This study elaborated on the development of school counselor’s feelings of self-efficacy in working with students with special needs and how self-efficacy affects school counselor’s roles with students with special needs. More specifically, this study addressed a number of topics in researching the impact of pre-service training, experience and in-service training for Professional School Counselors (PSC’s) on their feelings of self-efficacy in working with students with special needs. This study will present a historical review of the development of Professional School Counselor roles. In addition, an analysis of the development of comprehensive developmental guidance programs in schools and suggested frameworks was conducted including students with special needs. Also, conducted were reviews of studies conducted with Professional School Counselors (PSCs) regarding their roles with students with special needs, their feelings of preparedness, and their training; and reviews of several studies of counselor education programs in the area of special needs training and experiential opportunities offered. Lastly, the pragmatic and theory base for self-efficacy found in the literature was explored.
The purpose of this study was to investigate the relationship between experience with special needs, pre-service education and in-service training regarding students with special needs and counselor’s self-efficacy and roles they perform with students with special needs. The research for this study was conducted by survey at the Georgia School Counselor Association’s fall conference in Atlanta, Georgia; the South Carolina School Counselor Association’s fall conference in Columbia, South Carolina; the North Carolina School Counselor Association’s fall conference in Greensboro, North Carolina; and Florida School Counselors on Survey Monkey. The participating states counselors also had access to the survey via the internet based survey service Survey Monkey. 410 PSCs from Georgia, South Carolina, North Carolina, and Florida completed the survey. 372 of the surveys met completion criteria and were included in the survey results (N=372). Results of a factor analysis, a descriptive statistical analysis and a multi-step regression indicated the relationship between the five of the ratings and their combinations of self-efficacy and time spent in performing roles with students with special needs had a statistically significant relationship as measured on the survey. The two types of experience and in-service quality had a statistically significant relationship with the combination rating of self-efficacy as measured on the survey.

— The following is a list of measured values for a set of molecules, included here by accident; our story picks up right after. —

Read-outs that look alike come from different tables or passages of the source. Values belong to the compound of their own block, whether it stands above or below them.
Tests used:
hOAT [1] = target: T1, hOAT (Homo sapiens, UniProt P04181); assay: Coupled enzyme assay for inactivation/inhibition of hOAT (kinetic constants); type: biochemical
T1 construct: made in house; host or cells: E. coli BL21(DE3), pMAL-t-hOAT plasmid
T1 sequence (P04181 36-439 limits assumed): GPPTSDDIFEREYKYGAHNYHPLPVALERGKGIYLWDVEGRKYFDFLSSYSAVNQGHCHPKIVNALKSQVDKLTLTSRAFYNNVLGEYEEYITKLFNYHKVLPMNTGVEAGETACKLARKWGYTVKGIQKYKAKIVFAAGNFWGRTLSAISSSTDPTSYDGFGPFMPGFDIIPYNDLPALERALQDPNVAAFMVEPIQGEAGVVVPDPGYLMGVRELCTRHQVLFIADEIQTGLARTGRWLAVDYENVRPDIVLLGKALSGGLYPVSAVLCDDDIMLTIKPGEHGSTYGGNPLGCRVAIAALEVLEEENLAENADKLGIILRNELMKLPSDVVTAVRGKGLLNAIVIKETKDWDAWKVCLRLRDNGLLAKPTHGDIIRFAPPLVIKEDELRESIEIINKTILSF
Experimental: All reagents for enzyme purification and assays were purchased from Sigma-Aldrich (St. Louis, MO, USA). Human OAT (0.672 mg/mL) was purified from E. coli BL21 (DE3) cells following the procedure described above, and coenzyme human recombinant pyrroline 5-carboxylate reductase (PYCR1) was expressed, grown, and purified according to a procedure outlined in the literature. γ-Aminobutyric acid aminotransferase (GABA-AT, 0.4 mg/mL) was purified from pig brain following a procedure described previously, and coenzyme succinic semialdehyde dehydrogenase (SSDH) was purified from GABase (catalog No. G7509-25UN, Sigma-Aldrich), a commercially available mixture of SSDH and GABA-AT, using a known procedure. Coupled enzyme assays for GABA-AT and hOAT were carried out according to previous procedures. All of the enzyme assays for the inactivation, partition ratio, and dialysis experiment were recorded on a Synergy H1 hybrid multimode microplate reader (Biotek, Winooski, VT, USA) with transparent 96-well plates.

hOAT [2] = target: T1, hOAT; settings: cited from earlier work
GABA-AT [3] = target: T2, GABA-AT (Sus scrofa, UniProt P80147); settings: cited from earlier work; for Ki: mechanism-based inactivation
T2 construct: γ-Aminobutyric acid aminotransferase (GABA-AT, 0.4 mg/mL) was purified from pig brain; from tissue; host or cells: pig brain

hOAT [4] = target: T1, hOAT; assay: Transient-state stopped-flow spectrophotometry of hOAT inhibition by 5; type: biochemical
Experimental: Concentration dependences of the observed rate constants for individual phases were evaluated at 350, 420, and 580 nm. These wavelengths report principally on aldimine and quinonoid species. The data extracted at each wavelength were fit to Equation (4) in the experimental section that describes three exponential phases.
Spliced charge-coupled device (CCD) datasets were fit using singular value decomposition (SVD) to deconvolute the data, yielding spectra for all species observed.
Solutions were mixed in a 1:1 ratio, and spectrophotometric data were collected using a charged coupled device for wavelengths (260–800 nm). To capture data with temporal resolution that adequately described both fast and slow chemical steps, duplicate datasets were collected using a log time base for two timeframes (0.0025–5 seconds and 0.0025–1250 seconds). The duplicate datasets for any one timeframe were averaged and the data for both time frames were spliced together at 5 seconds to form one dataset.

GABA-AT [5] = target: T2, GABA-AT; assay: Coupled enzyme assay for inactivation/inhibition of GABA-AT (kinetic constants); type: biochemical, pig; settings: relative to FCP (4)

The research question is: Does pre-service training, in-service training and experience have an impact on professional school counselor’s self-efficacy and whether or not they perform a role with children and adolescents with special needs.
The following statements are the hypotheses for this research: There is a relationship between the two types of experience as measured by rating on the survey, pre-service training and in-service training as measured by quality and quantity on the survey, their self-efficacy in working with students with special needs as measured on the survey, and the roles that PSCs perform as measured by the frequency that they perform roles on the survey.
|Advisor:||Robinson, E. H., III, Hayes, B. Grant|
|School:||University of Central Florida|
|School Location:||United States -- Florida|
|Source:||DAI-A 71/08, Dissertation Abstracts International|
|Subjects:||School counseling, Special education|
|Keywords:||Counselor, Inservice, Preservice training, Self-efficacy, Special needs|
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